Jan 31, 2019

Brutal cold-air outbreak is smashing records in the Midwest

Moline, IL
Angela Fritz
Washington Post
Ice covers the Lake Michigan shoreline on Wednesday in Chicago. Photo: Scott Olson, Getty Images
Ice covers the Lake Michigan shoreline on Wednesday in Chicago. Photo: Scott Olson, Getty Images

Temperatures dove more than 30 degrees below zero Thursday morning in the Midwest in this polar vortex outbreak’s last gasp, driving wind chills to dangerous levels and clobbering long-standing records.


The cold snap is smashing all-time records in Northern Illinois. Moline, Ill., hit a new low late Wednesday night — the lowest temperature the city has ever recorded. The weather station at the Moline Quad-City Airport sent a reading of minus-29 degrees at 11:19 p.m., which was enough to break the record, and then continued to drop even further through the early-morning hours Thursday. As of 7 a.m., the lowest temperature Moline had reached was minus-33 degrees, a full five lower than the old record of minus-28, which was set in 1996.

Rockford, Ill., hit minus-30 degrees at 6:45 a.m. Central Time, which broke the old record of minus-27 set on Jan. 20, 1982.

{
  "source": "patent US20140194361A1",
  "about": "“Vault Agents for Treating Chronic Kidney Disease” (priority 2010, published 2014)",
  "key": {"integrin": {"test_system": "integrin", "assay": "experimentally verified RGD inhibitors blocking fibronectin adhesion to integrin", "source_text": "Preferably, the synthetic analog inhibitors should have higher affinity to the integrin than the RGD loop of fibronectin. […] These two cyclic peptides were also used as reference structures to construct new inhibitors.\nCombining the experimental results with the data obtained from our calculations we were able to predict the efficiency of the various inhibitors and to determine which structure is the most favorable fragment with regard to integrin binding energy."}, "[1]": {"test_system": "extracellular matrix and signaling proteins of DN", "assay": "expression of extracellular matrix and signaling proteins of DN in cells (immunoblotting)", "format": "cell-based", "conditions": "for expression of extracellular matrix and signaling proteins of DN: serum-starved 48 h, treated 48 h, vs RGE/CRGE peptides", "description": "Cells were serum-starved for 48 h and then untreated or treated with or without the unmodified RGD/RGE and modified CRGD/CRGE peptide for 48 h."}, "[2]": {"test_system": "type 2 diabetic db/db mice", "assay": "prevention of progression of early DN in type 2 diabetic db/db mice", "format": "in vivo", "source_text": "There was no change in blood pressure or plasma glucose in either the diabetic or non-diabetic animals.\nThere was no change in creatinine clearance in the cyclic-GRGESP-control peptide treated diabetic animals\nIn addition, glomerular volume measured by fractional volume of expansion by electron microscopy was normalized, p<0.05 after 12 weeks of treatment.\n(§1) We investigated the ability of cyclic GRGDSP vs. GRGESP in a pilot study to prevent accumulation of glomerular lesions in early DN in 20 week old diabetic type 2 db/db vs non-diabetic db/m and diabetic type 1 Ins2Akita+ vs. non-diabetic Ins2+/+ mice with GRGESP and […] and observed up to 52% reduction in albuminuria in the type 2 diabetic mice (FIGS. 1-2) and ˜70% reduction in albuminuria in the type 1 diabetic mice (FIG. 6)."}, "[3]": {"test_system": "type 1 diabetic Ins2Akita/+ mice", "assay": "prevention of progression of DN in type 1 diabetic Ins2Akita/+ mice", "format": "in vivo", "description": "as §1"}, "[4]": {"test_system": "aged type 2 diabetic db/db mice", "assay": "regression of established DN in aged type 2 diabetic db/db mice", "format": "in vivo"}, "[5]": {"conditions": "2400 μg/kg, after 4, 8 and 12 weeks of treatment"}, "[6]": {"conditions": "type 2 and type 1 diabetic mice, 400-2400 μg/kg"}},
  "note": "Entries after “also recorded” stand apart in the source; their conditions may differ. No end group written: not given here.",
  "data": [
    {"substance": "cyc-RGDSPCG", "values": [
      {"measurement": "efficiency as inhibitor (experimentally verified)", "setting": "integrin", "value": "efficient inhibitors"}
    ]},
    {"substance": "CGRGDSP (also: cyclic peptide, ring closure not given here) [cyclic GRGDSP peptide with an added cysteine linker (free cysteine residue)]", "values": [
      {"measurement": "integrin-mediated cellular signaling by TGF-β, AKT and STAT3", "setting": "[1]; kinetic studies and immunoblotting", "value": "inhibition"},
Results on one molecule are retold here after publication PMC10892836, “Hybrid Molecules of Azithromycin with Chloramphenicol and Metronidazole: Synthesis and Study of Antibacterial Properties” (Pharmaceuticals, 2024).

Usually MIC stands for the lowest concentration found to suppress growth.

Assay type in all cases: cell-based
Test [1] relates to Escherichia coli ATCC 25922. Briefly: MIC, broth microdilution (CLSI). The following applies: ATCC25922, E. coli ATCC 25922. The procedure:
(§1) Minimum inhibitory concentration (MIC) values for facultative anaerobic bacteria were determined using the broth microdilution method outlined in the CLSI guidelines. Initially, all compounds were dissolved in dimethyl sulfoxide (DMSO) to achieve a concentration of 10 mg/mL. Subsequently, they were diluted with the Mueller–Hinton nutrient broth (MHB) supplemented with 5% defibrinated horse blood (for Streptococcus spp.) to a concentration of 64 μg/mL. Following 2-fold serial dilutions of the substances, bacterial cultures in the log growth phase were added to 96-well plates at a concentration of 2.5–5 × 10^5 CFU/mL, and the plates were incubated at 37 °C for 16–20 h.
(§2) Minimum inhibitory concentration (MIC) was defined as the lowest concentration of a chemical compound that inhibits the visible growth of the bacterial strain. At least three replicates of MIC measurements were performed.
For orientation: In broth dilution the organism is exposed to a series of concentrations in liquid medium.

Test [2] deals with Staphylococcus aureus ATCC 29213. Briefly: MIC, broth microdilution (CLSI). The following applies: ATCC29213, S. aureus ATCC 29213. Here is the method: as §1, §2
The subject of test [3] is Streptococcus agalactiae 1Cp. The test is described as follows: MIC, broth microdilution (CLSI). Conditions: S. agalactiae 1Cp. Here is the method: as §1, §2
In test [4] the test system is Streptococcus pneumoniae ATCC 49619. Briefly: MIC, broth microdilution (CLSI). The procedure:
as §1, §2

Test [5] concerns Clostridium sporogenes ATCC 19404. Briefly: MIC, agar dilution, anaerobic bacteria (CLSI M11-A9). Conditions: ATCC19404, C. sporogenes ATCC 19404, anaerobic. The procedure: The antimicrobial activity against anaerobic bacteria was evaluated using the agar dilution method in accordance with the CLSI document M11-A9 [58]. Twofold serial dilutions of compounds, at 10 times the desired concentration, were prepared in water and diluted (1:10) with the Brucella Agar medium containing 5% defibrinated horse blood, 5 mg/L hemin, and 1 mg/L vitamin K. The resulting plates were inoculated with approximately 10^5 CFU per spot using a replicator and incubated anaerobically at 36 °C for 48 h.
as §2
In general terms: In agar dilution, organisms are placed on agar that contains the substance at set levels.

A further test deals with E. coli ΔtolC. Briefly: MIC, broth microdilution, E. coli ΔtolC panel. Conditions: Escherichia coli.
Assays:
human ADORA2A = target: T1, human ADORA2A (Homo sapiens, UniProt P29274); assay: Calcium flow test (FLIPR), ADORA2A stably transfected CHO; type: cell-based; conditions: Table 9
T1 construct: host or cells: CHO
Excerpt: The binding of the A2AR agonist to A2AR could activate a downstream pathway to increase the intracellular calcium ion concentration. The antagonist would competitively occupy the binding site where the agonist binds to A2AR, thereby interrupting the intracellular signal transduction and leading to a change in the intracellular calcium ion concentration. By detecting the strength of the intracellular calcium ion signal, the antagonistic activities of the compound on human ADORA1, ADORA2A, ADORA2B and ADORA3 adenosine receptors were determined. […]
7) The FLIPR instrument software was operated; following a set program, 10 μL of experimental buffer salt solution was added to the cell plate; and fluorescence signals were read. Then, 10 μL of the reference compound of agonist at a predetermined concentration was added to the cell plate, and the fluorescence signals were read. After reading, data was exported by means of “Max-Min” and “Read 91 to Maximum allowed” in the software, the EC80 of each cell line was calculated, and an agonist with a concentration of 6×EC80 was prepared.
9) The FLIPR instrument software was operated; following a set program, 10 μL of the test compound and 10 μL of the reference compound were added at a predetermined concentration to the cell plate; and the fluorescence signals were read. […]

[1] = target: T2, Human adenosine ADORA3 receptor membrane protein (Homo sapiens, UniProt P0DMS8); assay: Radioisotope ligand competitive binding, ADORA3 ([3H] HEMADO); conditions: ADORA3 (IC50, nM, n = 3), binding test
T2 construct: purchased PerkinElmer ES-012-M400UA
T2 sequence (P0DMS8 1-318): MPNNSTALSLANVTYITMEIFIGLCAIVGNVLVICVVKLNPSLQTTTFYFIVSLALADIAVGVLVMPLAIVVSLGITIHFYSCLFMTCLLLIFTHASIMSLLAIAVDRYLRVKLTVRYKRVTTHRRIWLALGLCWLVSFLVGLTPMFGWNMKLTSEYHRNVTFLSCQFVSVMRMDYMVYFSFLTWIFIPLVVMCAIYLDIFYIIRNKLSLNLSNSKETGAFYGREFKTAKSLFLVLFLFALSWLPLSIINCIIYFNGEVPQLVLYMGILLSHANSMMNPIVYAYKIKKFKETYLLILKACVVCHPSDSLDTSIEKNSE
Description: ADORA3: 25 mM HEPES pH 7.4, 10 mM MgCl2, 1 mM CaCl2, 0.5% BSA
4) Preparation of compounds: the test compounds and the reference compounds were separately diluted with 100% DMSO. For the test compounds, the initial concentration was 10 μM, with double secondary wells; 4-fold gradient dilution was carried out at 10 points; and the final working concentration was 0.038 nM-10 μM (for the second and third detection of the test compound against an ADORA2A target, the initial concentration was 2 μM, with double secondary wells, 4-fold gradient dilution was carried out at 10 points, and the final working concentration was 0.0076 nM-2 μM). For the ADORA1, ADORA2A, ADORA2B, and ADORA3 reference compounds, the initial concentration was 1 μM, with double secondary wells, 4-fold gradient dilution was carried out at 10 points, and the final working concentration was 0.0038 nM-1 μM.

Norris Camp, in northwestern Minnesota, was the coldest location in the United States on Wednesday after temperatures there dropped to minus-48 degrees, measured by an official with the Minnesota Department of Natural Resources. With winds blowing at 5 to 10 mph, wind chill would have been around minus-65 degrees. Several other locations in Minnesota and North Dakota plunged to dangerous lows, including Warren, Minn. (minus-47); Lisbon, N.D. (minus-46); and Park Rapids, Minn. (minus-42).

Wednesday was the second-coldest day in Chicago’s history. The maximum temperature, minus-10, was set just after midnight, and then the mercury dropped to minus-24 later in the morning. The combination of those extremes results in a daily average of minus-17, just short of Dec. 24, 1983, when the average temperature was minus-18 in the Windy City.